Earlier this year I spent a weekend at a conference in which testimonies were told by people who had left a gay or lesbian life or detransitioned. I had never before spent time with a former drag queen, but after hearing stories for approximately twelve hours, not only from the stage but directly across the table over meals and afternoon snack time, and after gazing into the faces of pained persons whose sexuality has been confused, and after listening to their longings for positive attention from their father, and after hearing the rejection they endured, I came home convinced that the church is way too sexualized and not well taught to function as a family.
How many sermons have any of us heard about relating to each other as brother and sister in Christ? How many conferences have any of us attended that were themed to help us practice understanding ourselves as siblings in the Lord? May I ask you to reflect? Do you think of yourself as a brother? Do you think of yourself as a sister? Does it consciously occur to you that every other believer is your family member in Christ?
Conservatives tend to be good about conserving the authority of Scripture. That core value is vital, and we need to continue upholding it. As we do, it also behooves us to take more seriously what the Bible says about kinship in the Body of Christ. “For the body is not one member, but many” (I Corinthians 12:14). “And if one member suffers, all the members suffer with it; if one member is honored, all the members rejoice with it” (I Corinthians 12:26). Both types of regard describe relational dynamics of love lived out within a healthy family.
If we were to internalize the fact that in Christ Jesus, we become blood family by virtue of Jesus’ blood, we might begin to realize that sex is out of the question in nearly every interaction between anyone and anyone in the church. But the way that we relate with all our separations and protective boundary setting that causes us to think of each other as potential sexual partners has backfired in the sense that it has also resulted in barriers that keep us from listening to each other like family.
So many people who have turned to other forms of sexual intimacy rather than to biblical marriage might have been more nurtured and, therefore, far less tempted had we not been so quick to draw a thick line between being struggle-free and struggle-full with regard to sex.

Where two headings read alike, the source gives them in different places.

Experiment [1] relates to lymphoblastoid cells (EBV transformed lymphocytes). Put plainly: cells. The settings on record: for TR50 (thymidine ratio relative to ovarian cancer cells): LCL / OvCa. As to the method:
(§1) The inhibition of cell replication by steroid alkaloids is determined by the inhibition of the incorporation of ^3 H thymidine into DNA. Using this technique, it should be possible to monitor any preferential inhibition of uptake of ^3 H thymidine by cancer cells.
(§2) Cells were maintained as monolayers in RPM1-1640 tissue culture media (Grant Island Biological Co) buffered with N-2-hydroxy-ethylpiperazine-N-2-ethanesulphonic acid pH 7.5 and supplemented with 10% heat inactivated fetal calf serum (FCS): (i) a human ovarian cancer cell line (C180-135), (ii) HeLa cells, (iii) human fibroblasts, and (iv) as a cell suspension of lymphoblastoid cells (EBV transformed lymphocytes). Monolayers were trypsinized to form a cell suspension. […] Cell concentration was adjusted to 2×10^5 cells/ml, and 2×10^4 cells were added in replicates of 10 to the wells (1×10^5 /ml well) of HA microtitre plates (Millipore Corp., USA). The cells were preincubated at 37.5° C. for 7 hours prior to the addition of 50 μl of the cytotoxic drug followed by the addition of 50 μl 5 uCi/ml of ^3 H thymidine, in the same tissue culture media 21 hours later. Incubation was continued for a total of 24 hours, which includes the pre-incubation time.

If we were a bit more family-like, more of us could be like my mentor, the esteemed theologian, Carl F.H. Henry who told me that he rounded up his family and explained to his kids that they were very special, so important to him as family, that they were not to pass around their body sexually as if they had no dignity or identity.
I cried when Dr. Henry told me that. As his T.A. at school, as his theologian-mentee, I felt more dignified myself just by knowing that he said that as a father. Carl Henry called me up to a higher sense of self by relating to me personally as a father and a brother in the Lord.
When church authority figures treat people with suspicion as if men and women are nothing more than “the opposite sex,” we sexualize relationships and also inadvertently tend to marginalize those who don’t feel “opposite” at all.
My new friend who is a former drag queen is just as much of a guy as other guys I know. But inside he didn’t feel masculine because he didn’t even feel human given the violence and abuse going on in his family. He felt so put down because his father put him down. His father had no sense of fatherhood. There was no sense at all of brotherly love in the family, only power dynamics, only the alpha male overpowering the others by physically taking advantage of his superior strength.
In local churches, there is often no real sense of people truly bearing each other’s burdens. Certain small groups, yes, really do support each other lovingly, and for sure many women’s groups successfully connect women who become dear, sisterly friends. But rare is the church
that fosters conversations between both brothers and sisters, such that both feel invited to work out their family pain within the context of the family of Christ.
Most of the time, the men and women are separate. Granted, it is unwise for husbands to be paired as prayer partners with women who aren’t their wives, but wisdom does not separate
brothers and sisters. To do so is to sexualize family relationships.
I have much more to say because I’m writing a book on headship, on precisely what it means for the husband to be “head” of the wife (Ephesians 5:23), and Christ to be “Head” of the
Church (Colossians 1:18), and for us to be Christ’s Body as a group of brothers and sisters in the Lord.
For now, I’ll close these musings by asking you to consider how your life might look different if you were to embrace the believers in your life as brothers and sisters. I think it’s going to be critical for us to start teaching on this more openly because sexualizing relationships is not the way to heal from sexual sin.